‘I literally lost organs:’ Why detransitioned teens regret changing genders

“I was failed by the system. I literally lost organs.”

When Chloe was 12 years old, she decided she was transgender. At 13, she came out to her parents. That same year, she was put on puberty blockers and prescribed testosterone. At 15, she underwent a double mastectomy. Less than a year later, she realized she’d made a mistake — all by the time she was 16 years old.

Now 17, Chloe is one of a growing cohort called “detransitioners” — those who seek to reverse a gender transition, often after realizing they actually do identify with their biological sex. Tragically, many will struggle for the rest of their lives with the irreversible medical consequences of a decision they made as minors.

“I can’t stay quiet,” said Chloe. “I need to do something about this and to share my own cautionary tale.”

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In recent years, the number of children experiencing gender dysphoria in the West has skyrocketed. Exact figures are difficult to come by, but, between 2009 and 2019, children being referred for transitioning treatment in the United Kingdom increased 1,000% among biological males and 4,400% among biological females. Meanwhile, the number of young people identifying as transgender in the US has almost doubled since 2017, according to a new Centers for Disease Control & Prevention report.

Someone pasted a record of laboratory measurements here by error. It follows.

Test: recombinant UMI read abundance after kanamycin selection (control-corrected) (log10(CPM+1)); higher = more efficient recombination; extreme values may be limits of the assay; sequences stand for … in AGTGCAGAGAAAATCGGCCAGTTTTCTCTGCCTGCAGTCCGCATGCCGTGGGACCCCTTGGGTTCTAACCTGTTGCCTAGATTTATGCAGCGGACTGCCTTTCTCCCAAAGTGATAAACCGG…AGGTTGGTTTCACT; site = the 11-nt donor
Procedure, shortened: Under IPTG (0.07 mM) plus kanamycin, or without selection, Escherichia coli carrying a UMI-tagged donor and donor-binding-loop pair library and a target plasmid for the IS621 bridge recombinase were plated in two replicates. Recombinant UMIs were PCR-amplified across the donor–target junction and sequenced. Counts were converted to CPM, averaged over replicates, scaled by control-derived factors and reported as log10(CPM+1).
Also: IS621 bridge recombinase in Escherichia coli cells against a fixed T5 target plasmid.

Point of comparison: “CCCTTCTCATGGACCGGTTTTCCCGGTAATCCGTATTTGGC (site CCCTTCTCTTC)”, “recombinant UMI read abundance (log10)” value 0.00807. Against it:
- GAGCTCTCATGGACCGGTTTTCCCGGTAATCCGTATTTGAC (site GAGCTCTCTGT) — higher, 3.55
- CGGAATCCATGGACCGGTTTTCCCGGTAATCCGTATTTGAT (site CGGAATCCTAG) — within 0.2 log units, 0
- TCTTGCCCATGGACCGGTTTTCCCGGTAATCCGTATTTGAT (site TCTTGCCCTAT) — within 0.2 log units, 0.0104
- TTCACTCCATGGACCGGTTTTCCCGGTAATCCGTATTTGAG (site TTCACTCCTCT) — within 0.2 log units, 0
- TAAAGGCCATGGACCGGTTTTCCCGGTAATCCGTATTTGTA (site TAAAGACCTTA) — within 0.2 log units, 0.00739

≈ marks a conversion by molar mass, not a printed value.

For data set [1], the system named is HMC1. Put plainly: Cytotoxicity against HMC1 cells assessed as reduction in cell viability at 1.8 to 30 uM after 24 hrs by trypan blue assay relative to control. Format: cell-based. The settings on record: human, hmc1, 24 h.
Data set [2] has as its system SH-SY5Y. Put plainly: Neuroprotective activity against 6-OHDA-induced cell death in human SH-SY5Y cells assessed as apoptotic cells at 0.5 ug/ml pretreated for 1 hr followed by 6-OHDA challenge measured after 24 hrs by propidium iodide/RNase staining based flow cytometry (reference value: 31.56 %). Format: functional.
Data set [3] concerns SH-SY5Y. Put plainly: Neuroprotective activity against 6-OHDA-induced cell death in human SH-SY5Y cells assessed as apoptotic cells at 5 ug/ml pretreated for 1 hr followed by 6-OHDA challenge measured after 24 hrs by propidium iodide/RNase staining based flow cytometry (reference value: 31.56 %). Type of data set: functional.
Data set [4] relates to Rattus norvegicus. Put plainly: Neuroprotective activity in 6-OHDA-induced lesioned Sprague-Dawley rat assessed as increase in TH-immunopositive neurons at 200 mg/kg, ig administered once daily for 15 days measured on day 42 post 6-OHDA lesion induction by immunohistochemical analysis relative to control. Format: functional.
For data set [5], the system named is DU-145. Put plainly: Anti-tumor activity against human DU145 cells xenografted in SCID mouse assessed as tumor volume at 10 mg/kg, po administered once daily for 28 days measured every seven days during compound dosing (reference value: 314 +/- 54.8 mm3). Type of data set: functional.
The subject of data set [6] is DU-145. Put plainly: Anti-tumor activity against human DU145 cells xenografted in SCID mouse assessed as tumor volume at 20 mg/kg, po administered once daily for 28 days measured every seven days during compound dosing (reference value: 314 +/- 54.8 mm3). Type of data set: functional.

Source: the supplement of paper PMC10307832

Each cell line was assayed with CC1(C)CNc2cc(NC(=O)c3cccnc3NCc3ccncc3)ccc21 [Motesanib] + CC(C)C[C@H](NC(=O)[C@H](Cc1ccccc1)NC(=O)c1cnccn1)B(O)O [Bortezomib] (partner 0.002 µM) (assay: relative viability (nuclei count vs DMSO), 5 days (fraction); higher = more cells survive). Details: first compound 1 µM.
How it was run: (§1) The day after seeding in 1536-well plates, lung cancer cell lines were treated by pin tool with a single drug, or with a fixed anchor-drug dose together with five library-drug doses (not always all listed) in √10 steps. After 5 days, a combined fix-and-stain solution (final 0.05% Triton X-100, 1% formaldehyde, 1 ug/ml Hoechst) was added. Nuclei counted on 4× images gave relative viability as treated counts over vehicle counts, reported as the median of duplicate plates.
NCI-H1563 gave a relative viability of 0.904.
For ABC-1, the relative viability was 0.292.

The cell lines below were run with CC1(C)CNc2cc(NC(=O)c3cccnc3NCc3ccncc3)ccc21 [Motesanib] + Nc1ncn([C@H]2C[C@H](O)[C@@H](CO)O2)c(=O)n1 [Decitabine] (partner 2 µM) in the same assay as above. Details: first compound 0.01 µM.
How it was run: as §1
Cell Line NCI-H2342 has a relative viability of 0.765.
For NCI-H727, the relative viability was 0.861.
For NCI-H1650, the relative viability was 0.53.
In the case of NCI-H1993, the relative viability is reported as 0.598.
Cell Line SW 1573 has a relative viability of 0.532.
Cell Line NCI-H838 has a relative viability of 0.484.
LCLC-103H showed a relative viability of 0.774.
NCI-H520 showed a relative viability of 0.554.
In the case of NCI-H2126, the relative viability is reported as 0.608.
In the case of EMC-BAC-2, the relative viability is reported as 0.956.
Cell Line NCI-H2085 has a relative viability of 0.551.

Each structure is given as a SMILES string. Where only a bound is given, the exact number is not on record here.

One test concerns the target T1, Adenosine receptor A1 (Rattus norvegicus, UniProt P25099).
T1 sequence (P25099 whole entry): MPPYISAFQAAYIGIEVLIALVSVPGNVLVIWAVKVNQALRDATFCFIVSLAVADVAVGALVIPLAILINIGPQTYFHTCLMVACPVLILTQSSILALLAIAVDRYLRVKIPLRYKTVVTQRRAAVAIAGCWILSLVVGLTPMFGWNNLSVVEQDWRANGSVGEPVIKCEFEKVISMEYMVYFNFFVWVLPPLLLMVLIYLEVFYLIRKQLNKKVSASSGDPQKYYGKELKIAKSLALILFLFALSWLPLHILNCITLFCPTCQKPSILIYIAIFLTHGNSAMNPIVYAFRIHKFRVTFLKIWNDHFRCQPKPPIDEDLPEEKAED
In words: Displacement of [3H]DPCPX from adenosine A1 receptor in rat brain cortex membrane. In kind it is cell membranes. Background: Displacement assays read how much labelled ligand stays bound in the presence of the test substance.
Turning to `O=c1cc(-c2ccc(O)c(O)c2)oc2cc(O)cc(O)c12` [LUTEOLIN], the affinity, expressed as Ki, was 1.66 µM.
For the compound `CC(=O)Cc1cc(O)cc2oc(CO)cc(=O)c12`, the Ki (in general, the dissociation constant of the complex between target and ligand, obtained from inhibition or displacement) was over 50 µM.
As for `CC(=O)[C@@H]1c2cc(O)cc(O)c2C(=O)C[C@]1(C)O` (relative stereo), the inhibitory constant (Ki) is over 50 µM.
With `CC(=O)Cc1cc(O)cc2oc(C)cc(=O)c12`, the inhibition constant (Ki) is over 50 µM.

Historically, transitioning from male to female was vastly more common, with this cohort typically experiencing persistent gender dysphoria from a very young age. Recently, however, the status quo has reversed, and female-to-male transitions have become the overwhelming majority.

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